|Born||11 January 1941|
|Died||31 August 2009 (aged 68)|
Santa Eulalia del Río, Ibiza, Spain
|Education||Birmingham College of Art and Crafts (1957–1958) |
Saint Martin's School of Art (1964–1966)
|Awards||Royal Academician (1991) |
Commander of the Order of the British Empire (1996)
Barry Flanagan OBE RA (11 January 1941 – 31 August 2009) was an Irish-Welsh sculptor. He is best known for his bronze statues of hares and other animals.
Barry Flanagan was born on 11 January 1941 in Prestatyn, North Wales. From 1957-58, he studied architecture at Birmingham College of Art and Crafts. He studied sculpture at Saint Martin's School of Art in London from 1964 to 1966, and from 1967 to 1971 taught both at Saint Martin's and at the Central School of Art and Design.
He became an Irish citizen and has lived in Dublin since 2000. Flanagan died on 31 August 2009, aged 68, from motor neurone disease in Santa Eulalia del Río, Ibiza, Spain.
He was the subject of a South Bank Show in 1983 directed by Don Featherstone and a biographical film by Peter Bach, The Man Who Sculpted Hares: Barry Flanagan, A Life.
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Castings of Flanagan's Thinker on a Rock are installed at Washington University in St. Louis, the John and Mary Pappajohn Sculpture Park in Des Moines, Iowa, Utrecht, O’Connell Street in Dublin, the Philbrook Museum of Art, in Tulsa, OK, and the National Gallery of Art Sculpture Garden (Washington, D.C.)
Flanagan's hare statue, Large Left-Handed Drummer, was on display in Union Square, Manhattan from 18 February to 24 June 2007.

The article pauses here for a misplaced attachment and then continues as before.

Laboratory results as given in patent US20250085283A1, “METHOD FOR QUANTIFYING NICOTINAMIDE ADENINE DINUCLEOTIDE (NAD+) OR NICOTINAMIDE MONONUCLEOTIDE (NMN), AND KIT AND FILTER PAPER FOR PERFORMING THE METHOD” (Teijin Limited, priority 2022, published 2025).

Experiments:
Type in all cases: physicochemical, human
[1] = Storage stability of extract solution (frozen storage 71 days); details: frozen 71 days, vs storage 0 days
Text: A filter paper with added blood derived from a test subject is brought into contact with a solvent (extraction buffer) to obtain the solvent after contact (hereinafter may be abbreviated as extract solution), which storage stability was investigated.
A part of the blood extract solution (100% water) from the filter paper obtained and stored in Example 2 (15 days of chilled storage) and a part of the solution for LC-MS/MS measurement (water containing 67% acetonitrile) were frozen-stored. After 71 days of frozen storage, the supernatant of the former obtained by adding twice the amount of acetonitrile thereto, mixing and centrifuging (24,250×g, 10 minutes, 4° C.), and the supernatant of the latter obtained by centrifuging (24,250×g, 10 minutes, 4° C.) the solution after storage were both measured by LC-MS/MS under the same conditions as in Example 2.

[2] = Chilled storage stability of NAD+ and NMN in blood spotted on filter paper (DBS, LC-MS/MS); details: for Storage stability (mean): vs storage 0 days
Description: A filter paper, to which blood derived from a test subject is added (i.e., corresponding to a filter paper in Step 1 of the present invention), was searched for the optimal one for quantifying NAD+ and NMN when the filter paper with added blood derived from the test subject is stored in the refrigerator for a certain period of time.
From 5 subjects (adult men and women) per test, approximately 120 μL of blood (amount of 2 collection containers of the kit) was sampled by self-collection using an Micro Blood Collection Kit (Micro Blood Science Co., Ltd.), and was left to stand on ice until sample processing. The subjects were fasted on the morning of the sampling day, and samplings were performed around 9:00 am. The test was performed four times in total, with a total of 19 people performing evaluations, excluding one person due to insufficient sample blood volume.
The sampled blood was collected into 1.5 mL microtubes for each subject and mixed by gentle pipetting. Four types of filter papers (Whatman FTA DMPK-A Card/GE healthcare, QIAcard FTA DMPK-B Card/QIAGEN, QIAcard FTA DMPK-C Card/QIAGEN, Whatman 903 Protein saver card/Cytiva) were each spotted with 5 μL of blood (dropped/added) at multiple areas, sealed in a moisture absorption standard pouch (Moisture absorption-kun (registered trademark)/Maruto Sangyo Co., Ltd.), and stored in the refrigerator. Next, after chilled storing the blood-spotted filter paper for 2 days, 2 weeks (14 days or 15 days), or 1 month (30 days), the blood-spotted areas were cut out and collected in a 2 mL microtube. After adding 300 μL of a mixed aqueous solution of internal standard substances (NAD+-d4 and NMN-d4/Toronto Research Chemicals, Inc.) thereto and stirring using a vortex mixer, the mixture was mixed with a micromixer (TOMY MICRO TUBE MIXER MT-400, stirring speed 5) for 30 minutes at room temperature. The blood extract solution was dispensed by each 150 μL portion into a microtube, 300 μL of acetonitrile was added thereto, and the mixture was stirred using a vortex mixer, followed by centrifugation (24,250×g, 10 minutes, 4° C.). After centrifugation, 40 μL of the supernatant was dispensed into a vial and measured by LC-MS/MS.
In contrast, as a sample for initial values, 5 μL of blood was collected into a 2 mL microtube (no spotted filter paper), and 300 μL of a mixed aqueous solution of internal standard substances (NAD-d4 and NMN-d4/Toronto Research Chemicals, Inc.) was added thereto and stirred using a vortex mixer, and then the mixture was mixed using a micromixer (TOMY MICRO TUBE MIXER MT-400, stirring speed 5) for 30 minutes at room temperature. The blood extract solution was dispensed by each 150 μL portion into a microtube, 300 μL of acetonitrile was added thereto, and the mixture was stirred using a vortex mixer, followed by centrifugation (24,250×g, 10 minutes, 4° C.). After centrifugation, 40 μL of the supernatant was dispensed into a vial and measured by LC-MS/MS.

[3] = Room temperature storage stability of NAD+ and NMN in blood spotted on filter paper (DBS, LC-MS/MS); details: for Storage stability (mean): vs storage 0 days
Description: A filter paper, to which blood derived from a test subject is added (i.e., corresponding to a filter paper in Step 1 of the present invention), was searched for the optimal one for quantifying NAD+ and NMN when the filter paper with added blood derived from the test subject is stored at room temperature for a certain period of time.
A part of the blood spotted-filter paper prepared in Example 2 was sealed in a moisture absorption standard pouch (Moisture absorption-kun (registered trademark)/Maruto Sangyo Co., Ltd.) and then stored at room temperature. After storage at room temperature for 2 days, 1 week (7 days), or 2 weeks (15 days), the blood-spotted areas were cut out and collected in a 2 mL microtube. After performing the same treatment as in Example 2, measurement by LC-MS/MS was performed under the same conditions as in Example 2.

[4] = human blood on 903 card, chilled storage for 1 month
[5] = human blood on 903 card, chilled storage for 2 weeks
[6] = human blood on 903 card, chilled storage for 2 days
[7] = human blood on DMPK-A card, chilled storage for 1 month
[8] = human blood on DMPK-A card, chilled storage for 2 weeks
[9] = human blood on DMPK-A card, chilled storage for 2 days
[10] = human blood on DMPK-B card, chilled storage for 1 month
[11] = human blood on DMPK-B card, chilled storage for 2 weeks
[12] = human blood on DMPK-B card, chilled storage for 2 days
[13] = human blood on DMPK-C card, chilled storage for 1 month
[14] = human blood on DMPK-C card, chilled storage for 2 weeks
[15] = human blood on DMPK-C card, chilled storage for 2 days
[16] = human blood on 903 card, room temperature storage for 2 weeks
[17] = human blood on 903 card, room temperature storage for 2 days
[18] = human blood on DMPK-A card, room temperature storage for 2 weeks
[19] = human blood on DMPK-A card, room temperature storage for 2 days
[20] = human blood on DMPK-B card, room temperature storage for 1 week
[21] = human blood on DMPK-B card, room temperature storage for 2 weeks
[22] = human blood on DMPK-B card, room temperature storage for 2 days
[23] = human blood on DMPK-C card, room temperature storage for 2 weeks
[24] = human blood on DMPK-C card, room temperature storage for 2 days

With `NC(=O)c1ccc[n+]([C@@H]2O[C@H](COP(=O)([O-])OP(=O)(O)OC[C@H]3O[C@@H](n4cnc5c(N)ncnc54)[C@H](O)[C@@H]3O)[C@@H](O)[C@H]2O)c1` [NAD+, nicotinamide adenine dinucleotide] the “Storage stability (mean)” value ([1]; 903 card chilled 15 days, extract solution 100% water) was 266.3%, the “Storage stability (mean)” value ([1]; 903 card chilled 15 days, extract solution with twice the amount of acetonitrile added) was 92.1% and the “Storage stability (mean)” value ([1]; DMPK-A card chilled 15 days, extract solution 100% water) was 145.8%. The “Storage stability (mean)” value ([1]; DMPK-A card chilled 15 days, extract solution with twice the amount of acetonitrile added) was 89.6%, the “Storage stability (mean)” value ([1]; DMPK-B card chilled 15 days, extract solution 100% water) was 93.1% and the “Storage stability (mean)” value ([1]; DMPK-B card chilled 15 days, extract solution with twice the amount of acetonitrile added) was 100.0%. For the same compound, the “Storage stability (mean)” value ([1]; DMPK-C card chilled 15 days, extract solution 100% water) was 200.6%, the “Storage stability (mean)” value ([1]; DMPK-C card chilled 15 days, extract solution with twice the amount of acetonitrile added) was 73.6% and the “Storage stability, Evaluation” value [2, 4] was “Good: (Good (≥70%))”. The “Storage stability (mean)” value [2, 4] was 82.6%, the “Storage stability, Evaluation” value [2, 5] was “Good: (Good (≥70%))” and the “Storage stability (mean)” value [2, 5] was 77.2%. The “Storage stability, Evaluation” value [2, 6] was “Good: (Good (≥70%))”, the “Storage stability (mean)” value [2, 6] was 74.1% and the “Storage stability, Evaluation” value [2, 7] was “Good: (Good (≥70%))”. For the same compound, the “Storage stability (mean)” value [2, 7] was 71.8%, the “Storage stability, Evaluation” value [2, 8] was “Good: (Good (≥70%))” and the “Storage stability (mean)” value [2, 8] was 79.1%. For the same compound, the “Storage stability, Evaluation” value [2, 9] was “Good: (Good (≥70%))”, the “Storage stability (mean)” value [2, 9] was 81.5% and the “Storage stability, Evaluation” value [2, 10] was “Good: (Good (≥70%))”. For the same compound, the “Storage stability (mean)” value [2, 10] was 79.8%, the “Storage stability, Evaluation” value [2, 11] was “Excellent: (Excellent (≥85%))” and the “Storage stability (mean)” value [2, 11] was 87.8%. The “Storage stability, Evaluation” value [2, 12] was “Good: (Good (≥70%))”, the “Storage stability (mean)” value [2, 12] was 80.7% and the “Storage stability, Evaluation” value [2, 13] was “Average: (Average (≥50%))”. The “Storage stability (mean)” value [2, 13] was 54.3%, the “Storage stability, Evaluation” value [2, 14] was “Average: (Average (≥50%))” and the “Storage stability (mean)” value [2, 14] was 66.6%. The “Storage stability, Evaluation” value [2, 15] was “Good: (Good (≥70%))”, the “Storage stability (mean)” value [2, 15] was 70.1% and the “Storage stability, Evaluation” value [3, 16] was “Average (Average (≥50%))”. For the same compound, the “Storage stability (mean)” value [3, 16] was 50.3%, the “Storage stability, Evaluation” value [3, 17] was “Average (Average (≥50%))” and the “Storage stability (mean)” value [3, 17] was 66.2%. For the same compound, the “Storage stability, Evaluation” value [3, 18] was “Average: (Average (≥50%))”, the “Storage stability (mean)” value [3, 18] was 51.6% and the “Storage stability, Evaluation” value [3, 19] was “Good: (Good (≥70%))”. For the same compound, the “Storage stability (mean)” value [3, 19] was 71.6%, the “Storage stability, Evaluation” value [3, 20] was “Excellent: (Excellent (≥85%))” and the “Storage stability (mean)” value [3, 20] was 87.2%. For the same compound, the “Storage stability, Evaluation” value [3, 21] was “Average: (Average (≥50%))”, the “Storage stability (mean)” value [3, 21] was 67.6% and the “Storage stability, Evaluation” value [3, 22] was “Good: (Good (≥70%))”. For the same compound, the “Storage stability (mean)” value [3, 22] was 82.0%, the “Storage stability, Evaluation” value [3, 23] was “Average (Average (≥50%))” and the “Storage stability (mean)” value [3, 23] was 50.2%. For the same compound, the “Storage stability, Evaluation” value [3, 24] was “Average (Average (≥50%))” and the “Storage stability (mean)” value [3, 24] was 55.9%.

Flanagan's 1993 Large Mirror Nijinski, again with two hares, is displayed at the Skulpturen Park Köln, in Cologne.
Tate Britain held a retrospective show Early Works 1965–1982 from September 2011 to January 2012. This exhibition contained many examples of his less well known pieces using materials such as cloth and rope, as well as some early bronze hare sculptures for which he gained renown.
At an exhibition held by Sotheby's at Chatsworth House, Derbyshire, in September–October 2012, fifteen of Flanagan's works were shown in a parkland setting. They included Large Nijinski on Anvil Point and Nijinski Hare, placed at opposite ends of the Canal Pond.
Flanagan donated a bronze horse statue, San Marco Horse, to Jesus College, Cambridge in 2009. Prior to this, it had been on exhibition in the college since 1988.
Selected solo exhibitions
- 2021 Barry Flanagan, Galerie von Bartha, Basel
- 2020 Barry Flanagan, Alchemy of the Theatre, Waddington Custot, London
- 2019 Barry Flanagan, Ikon Gallery, Birmingham
- 2011 Barry Flanagan: Works from 1964—1982, Tate Britain
- 2010 Barry Flanagan: Works 1966—2008, Waddington Galleries, London
- 2009 Paul Kasmin (Park Avenue Armory), New York
- 2009 Barry Flanagan: Hare Coursed, New Art Centre, Roche Court, Salisbury, Wiltshire
- 2008 Vero Beach Museum of Art, Vero Beach, Florida
- 2008 Waddington Galleries, London
- 2007 Paul Kasmin Gallery, New York
- 2006 Barry Flanagan: Sculpture, 1965-2005, Irish Museum of Modern Art, Dublin
- 1974 Projects: Barry Flanagan, Museum of Modern Art, New York